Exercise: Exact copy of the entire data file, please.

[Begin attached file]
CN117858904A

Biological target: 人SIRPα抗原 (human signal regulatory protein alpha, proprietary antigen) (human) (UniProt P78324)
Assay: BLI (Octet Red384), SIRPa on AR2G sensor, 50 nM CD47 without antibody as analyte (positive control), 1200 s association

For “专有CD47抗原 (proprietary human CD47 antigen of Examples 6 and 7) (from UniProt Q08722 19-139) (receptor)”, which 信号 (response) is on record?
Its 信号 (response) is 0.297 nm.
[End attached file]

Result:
CN117858904A

Biological target: 人SIRPα抗原 (human signal regulatory protein alpha, proprietary antigen) (human) (UniProt P78324)
Assay: BLI (Octet Red384), SIRPa on AR2G sensor, 50 nM CD47 without antibody as analyte (positive control), 1200 s association

For “专有CD47抗原 (proprietary human CD47 antigen of Examples 6 and 7) (from UniProt Q08722 19-139) (receptor)”, which 信号 (response) is on record?
Its 信号 (response) is 0.297 nm.